Hale continued to do this until 1877. A forthright opinionated, strong,
campaigning woman she believed women could achieve any goals she wanted. This was
reflected in her editorial style and the inclusion in Godey's Lady's Book with comparatively superwoman style
articles with a C19th slant. Against her judgement it
There were fashion plates,
fashion articles, stories, poems, how to make various crochet, tatting,
lace making, knitting, embroidery and other craft articles, recipes and
house keeping hints and tips. If you needed to make a pair of
dainty slippers, Godey's was the magazine to find such advice!
At the time of the Civil War etiquette advice was very welcome,
especially on births marriages and deaths. But apart from that,
Godey's paid little or no attention to matters of politics and carried
on as before. Edgar Allen Poe, Nathaniel Hawthorn and Henry
Wadsworth Longfellow all wrote articles that were published in Godeys.
The fashions were extravagant and generally intended literally for
those who were leisurely ladies. This was not a magazine for pioneering women on distant
farms and lucky to have one new calico dress a year, but for ladies who
aspired to wearing Paris fashions. With any luck the latter may
well have already seen all the major cities of Europe and were therefore
well able to identify with the opulence of full skirted trailing gowns.
New money meant new gowns!
The Civil War interrupted distribution of the magazine and
there is a famous line in 'Gone With The Wind' when Scarlett O' Hara
despairs for lack of a copy of the latest Godey magazine. The Civil War
disrupted distribution of all mail and letters including printed matter.
So copies were loaned and passed on to friends and family, which makes them often scarce or in
poorer condition than some other magazines of the era.
As so often happened in English and other European publications, many early
were crude copies from French magazines. Even so the colouring was
done by hand, but the quality of the earlier engravings were poorer.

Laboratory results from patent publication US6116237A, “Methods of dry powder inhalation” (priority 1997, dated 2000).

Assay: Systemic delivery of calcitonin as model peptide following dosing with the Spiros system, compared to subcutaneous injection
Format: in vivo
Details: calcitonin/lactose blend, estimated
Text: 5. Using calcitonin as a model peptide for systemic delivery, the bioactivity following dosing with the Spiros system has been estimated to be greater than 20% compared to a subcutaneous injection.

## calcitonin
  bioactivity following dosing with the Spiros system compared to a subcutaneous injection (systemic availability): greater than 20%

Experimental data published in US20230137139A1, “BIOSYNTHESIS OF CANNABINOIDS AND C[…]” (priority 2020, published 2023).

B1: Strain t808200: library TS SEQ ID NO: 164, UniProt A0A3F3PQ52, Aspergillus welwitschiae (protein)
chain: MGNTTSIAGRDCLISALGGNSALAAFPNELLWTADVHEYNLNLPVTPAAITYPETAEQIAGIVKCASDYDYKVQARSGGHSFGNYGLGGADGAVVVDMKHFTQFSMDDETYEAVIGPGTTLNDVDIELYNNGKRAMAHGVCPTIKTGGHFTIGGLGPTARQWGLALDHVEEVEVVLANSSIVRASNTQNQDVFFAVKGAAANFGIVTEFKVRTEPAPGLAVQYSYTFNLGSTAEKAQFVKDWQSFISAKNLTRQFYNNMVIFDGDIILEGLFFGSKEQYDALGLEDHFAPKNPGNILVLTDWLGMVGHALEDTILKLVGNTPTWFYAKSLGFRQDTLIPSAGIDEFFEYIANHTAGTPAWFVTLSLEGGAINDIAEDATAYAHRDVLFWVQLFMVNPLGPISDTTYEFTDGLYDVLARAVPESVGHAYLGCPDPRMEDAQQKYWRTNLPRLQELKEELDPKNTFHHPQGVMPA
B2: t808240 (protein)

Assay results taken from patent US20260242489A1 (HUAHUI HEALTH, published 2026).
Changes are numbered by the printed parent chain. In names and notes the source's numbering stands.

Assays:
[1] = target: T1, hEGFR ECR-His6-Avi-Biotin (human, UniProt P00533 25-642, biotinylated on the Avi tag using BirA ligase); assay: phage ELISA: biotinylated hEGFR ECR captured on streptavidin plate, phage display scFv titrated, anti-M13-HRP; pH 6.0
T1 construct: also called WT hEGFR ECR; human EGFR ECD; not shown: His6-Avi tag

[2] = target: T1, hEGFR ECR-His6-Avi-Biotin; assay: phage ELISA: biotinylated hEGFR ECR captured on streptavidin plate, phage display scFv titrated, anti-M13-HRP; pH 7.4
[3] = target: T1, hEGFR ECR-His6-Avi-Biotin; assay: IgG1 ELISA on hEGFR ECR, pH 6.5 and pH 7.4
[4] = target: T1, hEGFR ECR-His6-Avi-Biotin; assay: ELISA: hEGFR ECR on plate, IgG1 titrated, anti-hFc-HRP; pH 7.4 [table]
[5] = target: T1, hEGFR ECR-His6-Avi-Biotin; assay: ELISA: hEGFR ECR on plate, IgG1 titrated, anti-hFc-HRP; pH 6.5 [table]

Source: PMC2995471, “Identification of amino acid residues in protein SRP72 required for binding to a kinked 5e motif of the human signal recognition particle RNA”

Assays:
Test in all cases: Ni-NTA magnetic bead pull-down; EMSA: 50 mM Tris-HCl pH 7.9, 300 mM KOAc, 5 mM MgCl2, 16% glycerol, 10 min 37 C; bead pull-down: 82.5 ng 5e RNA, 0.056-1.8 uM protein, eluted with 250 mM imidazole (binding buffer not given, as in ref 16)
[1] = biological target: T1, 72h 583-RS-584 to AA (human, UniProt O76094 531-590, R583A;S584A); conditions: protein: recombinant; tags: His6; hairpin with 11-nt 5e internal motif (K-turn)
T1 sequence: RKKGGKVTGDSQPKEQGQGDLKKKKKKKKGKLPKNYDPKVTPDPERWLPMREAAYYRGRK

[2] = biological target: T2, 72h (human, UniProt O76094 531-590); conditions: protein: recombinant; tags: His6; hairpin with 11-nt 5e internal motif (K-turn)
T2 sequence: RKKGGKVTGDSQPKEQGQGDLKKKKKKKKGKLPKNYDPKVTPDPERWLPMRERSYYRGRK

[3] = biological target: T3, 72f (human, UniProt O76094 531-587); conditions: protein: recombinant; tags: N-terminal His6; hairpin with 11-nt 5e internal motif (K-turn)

Later by the 1850s engraved French
plates were actually imported to America for Godey's magazine. The
original engraved plates would have been previously
published in Paris up to eleven months earlier. By 1861 Godey's
had 150,000 regular readers and some 150 women hand colour tinted
the plates with watercolours. There was no consistency with the
colouring of plates and it seems a colourist would use an alternative
paint colour when the first colour ran out. For this reason Godey's pull out prints
have the same engraving, but can have different coloured gowns as many
different painters were employed to colour them and many used full
artistic licence to get their quota completed.
You can collect original Godey prints on eBay, but do be aware that many
prints are reproductions. You can also buy many versions of
reproductions of the Godey
fashion plates in Dover book format usually for under $20 a book of
prints as shown below.
Anyone who collect Godey's originals and would like to see some on the site please
let me know at the email below.
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Please DO NOT write to me asking for advice on your fashion plate as
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This Fashion Plates Page Added 8 Oct 2005
For more about Fashion Plates
click on the title that you need:-
Some images in this section are courtesy of eBay seller